Early Temple Newsam tea bill discovered in archive
A 374-year-old bill with "one of the earliest" mentions of tea in England has been unearthed in an archive.
A curator from Temple Newsam House, near Leeds, found the 1644 bill for medicinal ingredients bought by the estate.
Rachel Conroy found mention of bottles of China drink, the old name for tea, in the West Yorkshire Archives.
Each bottle of China drink on the list was priced at four shillings and would have been a "status symbol", she said.
Ms Conroy, who was researching for an exhibition on beer, described the find as "an exciting discovery".
"Back in the 1640s, tea had only just begun to make its way to England and would probably have been something of a novelty and quite a status symbol," she said.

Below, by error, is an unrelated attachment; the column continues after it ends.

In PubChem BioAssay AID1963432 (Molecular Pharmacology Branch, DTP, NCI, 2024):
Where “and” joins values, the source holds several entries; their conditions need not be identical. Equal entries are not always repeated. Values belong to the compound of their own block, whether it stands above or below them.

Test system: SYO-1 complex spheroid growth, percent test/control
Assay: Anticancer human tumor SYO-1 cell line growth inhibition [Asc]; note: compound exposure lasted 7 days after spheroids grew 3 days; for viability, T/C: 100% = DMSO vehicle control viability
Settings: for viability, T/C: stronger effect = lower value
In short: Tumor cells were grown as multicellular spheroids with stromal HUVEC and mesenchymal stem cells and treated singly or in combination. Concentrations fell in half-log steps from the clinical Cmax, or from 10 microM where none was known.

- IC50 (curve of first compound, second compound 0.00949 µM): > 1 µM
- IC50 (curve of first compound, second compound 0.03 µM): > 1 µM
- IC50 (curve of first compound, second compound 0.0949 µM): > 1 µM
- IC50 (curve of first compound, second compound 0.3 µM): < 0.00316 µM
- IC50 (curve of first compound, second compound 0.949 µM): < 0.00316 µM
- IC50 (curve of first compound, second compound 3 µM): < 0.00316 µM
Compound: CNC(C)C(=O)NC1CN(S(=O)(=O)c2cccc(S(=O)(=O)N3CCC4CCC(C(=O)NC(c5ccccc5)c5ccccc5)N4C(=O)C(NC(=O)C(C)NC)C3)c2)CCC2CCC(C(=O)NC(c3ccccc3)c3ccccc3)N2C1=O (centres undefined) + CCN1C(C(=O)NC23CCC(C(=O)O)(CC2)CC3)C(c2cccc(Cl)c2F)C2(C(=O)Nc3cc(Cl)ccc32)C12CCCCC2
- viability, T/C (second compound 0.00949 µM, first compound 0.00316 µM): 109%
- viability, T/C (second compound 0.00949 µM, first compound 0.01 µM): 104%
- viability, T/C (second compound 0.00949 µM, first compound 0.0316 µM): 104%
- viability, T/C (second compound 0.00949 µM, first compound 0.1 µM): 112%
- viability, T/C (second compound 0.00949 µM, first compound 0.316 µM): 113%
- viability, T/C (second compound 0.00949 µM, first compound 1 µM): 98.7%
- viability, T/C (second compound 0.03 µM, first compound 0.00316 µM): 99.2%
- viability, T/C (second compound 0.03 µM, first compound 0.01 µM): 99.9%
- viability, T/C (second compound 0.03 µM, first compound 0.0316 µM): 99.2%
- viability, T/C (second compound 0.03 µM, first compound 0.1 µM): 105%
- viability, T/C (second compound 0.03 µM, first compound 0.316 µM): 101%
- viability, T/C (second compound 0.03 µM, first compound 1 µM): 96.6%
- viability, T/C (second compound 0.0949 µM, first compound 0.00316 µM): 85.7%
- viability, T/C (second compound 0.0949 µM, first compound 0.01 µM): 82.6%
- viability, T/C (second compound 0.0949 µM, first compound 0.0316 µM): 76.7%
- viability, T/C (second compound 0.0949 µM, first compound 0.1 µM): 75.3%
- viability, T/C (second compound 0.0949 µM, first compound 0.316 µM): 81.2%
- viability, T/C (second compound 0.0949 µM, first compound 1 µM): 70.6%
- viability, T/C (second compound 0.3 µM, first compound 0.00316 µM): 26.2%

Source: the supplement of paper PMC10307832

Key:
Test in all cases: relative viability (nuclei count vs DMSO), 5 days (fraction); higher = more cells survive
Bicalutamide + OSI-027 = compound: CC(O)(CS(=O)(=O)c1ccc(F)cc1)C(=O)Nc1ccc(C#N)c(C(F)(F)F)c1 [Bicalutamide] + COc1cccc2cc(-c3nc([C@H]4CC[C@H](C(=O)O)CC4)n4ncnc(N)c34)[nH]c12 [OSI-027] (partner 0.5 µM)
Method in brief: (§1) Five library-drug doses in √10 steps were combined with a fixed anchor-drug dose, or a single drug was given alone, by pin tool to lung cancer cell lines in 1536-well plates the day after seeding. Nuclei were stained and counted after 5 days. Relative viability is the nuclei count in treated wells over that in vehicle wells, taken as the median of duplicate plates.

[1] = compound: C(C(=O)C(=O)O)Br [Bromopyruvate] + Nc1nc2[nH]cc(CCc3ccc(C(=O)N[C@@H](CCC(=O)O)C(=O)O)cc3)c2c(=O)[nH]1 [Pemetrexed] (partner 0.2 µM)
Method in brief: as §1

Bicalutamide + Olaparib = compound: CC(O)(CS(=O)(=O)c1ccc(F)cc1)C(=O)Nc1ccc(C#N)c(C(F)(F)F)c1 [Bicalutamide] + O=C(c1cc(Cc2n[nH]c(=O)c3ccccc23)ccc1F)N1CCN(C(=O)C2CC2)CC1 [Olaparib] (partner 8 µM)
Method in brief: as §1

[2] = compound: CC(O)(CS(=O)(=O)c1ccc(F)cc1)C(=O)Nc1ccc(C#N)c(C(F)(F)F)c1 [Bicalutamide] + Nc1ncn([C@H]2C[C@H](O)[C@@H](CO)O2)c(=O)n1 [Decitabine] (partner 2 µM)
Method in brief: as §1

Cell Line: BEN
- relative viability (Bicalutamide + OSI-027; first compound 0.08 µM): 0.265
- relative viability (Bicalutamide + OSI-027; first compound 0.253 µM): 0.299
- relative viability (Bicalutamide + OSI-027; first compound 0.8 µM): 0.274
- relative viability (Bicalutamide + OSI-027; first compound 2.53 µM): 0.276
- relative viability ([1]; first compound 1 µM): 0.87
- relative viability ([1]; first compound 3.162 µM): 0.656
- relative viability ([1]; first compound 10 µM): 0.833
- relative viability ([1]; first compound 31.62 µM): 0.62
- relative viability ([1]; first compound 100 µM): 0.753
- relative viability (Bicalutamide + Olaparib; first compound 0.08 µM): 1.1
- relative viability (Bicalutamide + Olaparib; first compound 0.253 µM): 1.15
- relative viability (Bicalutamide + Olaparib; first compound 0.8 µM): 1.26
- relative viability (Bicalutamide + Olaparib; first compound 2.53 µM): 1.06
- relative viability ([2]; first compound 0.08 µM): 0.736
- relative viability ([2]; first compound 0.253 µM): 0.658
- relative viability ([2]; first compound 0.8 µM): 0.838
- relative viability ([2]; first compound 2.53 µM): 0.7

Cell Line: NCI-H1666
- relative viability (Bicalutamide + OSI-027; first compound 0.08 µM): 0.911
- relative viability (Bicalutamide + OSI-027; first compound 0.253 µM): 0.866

It is "thought to be one of the earliest written references to tea in England", said Leeds City Council.
William Gorman, of the UK Tea Association, said the bill was a "lovely and very special find" and fitted with the known history of tea.
China drink would be green tea and "extremely expensive", he added.
The Chinese had been drinking tea for millennia and it was one of the first goods merchants brought back from trips to the Far East at the beginning of the 17th Century.
The drink became popular, first as a medicine and then as an exotic item in the coffee shops of Europe.
In 1660 the diarist Samuel Pepys wrote: "I did send for a cup of tee (a China drink) of which I never had drank before."
The British now drink about 165,000,000 cups of tea daily, according to the UK Tea Association.
Temple Newsam House has a collection of British ceramics on display which includes many used for serving tea.